Elaine Hirsch is kind of a jack-of-all-interests, from education and history to medicine and videogames. This makes it difficult to choose just one life path, so she is currently working as a writer for various education-related sites and writing about all these things instead.

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11 responses

  1. Let’s see what is the litany of the “goals” these largely societal rejects requires and includes: hypo-needles dropped on the ground; mental illness requiring ad hoc clinics; measures required to contain diseases; parks and streets turned into open sewers; assaults; rapes and attempted rapes; vandalism of private and public property; assaults on police and of course fulminations of druggies, alcoholics, felons, abject life failures now with a media pulpit to occupy the evening news. In return all they ask is forgive school loans for classes they never attend; give them jobs for which they have no qualifications, since any weekend job supplement in any metropolitan newspaper has pages o employment ads for skilled workers; food they want at no cost; health insurance others should pay for; no cost housing others should pay for including mortgages they should never have had to begin with; and of course the freedom to demand the end of government and society. All these are simply wonderful goals, are they not? From what can be seen of the Wall Street crowd organizers, the fact that the “leadership” cadre “occupies” $700/day hotel suites in Manhattan, rather than filthy tents in cold parks, embodies this delightful scam. It was P.T. Barnum, as I recall, who said something about, “a sucker born every minute,” or some such.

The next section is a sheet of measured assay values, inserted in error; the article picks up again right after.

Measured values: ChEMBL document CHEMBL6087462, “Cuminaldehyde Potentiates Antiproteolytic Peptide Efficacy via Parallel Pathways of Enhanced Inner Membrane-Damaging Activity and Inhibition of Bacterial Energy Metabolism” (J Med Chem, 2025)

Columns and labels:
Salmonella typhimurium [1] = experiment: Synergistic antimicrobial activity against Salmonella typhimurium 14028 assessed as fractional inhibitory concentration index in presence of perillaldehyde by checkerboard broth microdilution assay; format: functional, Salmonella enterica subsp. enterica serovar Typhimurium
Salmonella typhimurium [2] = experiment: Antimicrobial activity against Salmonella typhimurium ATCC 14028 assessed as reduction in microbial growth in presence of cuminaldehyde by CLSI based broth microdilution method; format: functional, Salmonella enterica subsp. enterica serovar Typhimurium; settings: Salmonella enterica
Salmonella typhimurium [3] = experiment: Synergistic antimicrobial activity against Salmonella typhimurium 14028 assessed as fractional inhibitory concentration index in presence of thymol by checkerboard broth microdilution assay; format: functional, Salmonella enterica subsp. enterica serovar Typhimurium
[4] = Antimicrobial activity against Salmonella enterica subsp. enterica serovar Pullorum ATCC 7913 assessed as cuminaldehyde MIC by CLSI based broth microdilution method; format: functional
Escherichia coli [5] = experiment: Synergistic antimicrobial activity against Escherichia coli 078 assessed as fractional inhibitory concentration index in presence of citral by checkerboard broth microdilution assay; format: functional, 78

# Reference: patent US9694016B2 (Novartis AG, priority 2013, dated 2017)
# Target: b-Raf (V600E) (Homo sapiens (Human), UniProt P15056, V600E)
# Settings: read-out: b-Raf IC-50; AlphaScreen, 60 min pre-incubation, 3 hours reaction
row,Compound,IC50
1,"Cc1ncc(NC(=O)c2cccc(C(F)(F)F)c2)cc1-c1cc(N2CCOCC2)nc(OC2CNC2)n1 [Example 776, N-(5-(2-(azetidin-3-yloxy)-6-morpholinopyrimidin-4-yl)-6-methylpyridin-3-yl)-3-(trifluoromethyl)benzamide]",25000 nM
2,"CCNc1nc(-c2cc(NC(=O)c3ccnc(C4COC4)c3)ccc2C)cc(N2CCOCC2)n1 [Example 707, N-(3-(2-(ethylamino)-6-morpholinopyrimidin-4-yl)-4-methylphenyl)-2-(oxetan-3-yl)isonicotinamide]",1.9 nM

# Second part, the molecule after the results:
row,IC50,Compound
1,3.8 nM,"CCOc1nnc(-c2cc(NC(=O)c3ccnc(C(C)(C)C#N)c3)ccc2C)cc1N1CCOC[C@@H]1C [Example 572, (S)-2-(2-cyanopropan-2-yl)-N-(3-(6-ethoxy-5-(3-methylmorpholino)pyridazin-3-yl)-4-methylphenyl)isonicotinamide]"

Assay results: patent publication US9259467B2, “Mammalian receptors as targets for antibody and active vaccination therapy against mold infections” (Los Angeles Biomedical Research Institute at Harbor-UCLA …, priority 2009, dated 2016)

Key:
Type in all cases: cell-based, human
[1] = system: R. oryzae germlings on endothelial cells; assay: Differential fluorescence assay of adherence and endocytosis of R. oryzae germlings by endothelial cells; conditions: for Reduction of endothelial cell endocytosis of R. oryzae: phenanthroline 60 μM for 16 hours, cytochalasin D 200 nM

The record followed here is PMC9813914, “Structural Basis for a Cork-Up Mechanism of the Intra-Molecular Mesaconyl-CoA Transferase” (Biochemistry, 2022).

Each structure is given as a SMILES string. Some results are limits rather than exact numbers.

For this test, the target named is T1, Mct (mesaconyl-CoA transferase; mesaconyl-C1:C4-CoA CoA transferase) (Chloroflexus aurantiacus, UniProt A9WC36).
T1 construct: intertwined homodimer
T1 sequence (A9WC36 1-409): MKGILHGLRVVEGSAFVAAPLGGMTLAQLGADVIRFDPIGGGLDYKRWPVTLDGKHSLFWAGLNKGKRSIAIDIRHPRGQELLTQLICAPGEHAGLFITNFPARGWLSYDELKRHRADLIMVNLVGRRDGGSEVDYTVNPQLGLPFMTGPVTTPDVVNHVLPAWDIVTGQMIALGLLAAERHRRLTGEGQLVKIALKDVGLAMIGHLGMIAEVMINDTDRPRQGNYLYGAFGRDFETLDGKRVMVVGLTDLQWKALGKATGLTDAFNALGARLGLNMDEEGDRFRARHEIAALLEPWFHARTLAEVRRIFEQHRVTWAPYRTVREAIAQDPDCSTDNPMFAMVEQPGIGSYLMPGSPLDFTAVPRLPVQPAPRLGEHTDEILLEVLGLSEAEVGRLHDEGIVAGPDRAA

1. What would I know about it? I’ve only gone to Occupy Providence and talked to the people there over the last 30 days, heard our City Council praise them and followed my local news.
      Actually, the Occupiers represent a broad and diverse section of my city– those of us who see the concentration of wealth in the 1% as bad for democracy.
      Where do you get your information?

      1. Providence has been somewhat different from what I’ve seen of the NYC,Oakland,and some other “Occupy” sites via the media.

  2. One of the good things about the “occupy” movement is it has helped call renewed attention to the goal of universal health care which the rest of the industrialized world has (even some non-industrialized world like in Tunisia) where everyone is insured at much lower total cost and the societies mostly have better health care outcomes, including longer life spans. But in the US we are prisoners of the “free market” ideology that values only profit and cares little for anything else. Naturally those who suck up to this system demonize those who try to reform it. But that system seems increasingly on the ropes as wealth accumulates in a relatively few hands and so many others are left behind, a recipe for social instability.